• Change from baseline in best-corrected glare visual acuity (BCGVA) at 6 months [ Time Frame: Baseline and 6 months ] [ Designated as safety issue: No ]
    Clinical glare test to test glare sensitivity on visual acuity. An improvement of 2 lines or better on the Snellen eye chart under glare test conditions is considered a positive outcome.

  • Change from baseline in best-corrected glare visual acuity (BCGVA) at 12 months [ Time Frame: Baseline and 12 months ] [ Designated as safety issue: No ]
    Clinical glare test to test glare sensitivity on visual acuity. An improvement of 2 lines or better on the Snellen eye chart under glare conditions is considered a positive outcome.


Estimated Enrollment: 70
Study Start Date: September 2002
Estimated Study Completion Date: December 2030
Estimated Primary Completion Date: December 2028 (Final data collection date for primary outcome measure)
Arms Assigned Interventions
Experimental: Morcher artificial iris implantation
A Morcher artificial iris will be implanted inside the eye. Reduction in glare sensitivity and other outcomes will be measured.
Device: Surgery
Surgical implantation of Morcher iris device(s)
Other Names:
  • Morcher modified capsule tension rings (models 96F and 50F)
  • Morcher iris reconstruction lens (model 67B)

Detailed Description:

Congenital aniridia is a rare genetic condition that results in the abnormal development of the iris (colored part) of the eye. This genetically inherited disorder occurs in approximately 1/60,000 to 1/100,000 births. Severe cases can result in the complete absence of the iris and the muscles that open and close the pupil. Mild cases can result in a thinner iris with a normal pupil. About half of the people with this condition also develop early cataracts that need to be removed in their 20's or 30's. Most have glaucoma, which is difficult to control. Vision is usually decreased by significant glare because the iris is not present to control the amount of light entering the eye. Vision can also be limited because of the presents of cataracts, glaucoma, and a condition called nystagmus in which there are uncontrollable jerking eye movements. The only treatment for aniridia is the use of colored glasses or contact lenses with images of an iris painted on them to reduce the amount of light entering the eye.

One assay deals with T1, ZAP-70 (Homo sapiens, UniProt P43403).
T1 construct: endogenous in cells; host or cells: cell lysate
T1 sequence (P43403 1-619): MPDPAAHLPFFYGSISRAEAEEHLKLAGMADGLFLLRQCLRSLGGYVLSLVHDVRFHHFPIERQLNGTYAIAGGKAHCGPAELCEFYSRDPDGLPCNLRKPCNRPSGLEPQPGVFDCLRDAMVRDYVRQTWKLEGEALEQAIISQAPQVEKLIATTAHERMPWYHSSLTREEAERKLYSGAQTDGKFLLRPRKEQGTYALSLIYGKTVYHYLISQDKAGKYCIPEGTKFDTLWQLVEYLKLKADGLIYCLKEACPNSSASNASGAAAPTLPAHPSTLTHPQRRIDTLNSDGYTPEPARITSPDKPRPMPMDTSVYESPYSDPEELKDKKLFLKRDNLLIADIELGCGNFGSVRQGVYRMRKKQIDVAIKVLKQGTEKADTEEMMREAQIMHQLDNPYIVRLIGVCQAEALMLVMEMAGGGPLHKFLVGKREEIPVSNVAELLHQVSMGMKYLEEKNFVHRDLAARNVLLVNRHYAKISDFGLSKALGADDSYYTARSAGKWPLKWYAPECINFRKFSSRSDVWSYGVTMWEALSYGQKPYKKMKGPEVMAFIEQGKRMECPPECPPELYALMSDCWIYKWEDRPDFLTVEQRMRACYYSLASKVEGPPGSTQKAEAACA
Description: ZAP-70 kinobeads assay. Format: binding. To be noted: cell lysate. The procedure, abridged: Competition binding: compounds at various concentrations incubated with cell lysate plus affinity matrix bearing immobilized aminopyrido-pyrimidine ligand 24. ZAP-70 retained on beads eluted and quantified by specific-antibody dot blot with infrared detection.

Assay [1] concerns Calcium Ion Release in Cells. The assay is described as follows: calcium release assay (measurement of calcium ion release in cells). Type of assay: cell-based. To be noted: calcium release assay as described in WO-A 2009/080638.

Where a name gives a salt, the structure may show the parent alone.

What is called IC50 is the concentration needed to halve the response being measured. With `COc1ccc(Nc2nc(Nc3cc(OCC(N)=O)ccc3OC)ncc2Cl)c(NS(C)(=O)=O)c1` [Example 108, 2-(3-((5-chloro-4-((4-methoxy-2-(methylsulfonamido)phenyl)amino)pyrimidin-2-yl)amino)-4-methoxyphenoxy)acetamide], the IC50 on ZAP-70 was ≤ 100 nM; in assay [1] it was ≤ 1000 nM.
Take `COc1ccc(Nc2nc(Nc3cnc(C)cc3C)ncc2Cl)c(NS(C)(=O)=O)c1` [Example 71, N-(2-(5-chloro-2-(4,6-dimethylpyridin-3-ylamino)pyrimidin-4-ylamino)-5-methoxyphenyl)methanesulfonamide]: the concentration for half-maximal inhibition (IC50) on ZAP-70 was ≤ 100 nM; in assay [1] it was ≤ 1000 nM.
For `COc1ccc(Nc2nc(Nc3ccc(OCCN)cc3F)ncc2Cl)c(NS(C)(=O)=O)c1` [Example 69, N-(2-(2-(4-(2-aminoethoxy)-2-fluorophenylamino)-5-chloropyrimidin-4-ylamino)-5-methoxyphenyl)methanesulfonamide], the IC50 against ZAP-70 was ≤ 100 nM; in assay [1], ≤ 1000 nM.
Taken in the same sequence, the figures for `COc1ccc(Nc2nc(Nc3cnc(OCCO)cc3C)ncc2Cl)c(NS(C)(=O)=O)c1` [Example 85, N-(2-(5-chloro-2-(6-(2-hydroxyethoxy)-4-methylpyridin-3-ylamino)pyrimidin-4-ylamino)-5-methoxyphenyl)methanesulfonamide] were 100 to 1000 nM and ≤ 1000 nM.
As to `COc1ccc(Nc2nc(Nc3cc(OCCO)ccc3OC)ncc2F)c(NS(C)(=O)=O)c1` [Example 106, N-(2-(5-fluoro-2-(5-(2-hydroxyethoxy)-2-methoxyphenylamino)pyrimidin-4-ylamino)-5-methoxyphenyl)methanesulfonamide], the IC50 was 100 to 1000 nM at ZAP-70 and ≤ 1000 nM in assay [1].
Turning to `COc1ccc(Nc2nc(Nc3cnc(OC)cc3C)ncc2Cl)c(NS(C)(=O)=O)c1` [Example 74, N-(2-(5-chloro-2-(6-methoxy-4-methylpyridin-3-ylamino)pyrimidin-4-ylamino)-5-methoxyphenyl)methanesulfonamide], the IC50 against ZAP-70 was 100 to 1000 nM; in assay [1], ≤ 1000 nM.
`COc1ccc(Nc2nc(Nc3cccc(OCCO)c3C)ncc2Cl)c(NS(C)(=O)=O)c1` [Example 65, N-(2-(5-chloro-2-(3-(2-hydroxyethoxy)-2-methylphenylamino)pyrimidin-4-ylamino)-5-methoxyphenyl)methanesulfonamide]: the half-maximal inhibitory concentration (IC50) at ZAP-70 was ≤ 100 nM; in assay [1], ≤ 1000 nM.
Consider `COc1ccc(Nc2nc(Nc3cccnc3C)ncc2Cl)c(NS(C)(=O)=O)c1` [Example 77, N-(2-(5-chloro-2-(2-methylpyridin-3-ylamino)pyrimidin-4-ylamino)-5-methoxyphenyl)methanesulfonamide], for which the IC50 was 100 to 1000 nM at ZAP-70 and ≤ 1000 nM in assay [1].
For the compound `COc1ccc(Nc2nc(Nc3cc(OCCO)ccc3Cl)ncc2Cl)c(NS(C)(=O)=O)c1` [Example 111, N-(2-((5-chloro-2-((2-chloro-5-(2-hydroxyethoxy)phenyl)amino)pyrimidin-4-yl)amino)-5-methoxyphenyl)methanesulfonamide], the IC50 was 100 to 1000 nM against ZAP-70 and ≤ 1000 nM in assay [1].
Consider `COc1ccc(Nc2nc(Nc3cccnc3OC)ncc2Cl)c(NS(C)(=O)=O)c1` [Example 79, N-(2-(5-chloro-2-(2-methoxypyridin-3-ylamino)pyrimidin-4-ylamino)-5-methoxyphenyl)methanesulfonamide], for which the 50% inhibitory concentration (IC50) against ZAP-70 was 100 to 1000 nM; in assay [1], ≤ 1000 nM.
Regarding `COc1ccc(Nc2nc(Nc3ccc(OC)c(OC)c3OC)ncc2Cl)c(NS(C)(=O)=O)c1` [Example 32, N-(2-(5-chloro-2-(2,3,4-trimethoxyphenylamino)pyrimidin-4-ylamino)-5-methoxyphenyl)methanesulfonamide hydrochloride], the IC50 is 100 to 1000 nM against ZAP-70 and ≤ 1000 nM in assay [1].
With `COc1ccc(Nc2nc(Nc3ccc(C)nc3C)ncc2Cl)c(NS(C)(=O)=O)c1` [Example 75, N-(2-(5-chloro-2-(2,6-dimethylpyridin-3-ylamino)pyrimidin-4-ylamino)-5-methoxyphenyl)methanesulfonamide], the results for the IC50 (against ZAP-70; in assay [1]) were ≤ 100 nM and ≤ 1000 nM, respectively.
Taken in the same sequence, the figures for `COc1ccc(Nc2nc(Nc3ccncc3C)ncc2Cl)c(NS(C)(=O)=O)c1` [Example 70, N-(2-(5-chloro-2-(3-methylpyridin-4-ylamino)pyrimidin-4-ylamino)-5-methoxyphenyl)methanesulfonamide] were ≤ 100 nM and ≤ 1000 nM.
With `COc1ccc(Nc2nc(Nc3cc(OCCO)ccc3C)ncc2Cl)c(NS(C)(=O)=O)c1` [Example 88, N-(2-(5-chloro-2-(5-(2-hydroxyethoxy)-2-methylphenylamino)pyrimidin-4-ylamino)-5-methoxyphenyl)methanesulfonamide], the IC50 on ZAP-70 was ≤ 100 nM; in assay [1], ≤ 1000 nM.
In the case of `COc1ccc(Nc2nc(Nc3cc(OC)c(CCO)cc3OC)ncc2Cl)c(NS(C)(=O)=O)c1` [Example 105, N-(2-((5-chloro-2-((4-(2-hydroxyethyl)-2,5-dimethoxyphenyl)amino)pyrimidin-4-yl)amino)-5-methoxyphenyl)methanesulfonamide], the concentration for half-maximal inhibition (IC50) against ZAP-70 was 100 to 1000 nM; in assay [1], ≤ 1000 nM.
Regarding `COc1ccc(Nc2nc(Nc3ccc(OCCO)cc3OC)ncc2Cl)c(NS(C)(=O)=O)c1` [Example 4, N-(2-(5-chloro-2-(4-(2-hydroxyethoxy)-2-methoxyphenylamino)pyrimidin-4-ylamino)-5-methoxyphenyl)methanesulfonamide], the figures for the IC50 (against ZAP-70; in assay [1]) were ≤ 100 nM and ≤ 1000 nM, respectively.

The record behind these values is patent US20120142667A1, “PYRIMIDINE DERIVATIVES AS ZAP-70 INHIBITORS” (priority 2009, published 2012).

Acquired aniridia is more common than congenital aniridia. Acquired aniridia may be partial or complete and may be caused by trauma or surgery. Often the cornea, lens, and/or retina are affected simultaneously, resulting in severe visual disability.

Morcher GmbH, a German company, manufactures the iris diaphragms. Their web site is http://www.morcher.com. Morcher artificial iris devices are designed to reduce the significant light and glare sensitivity that patients experience with aniridia. These devices have been used in Europe for over 20 years. They hold the European CE mark of conformity and have been certified through the Active Implantable Medical Device Directive (AIMDD) since 1994.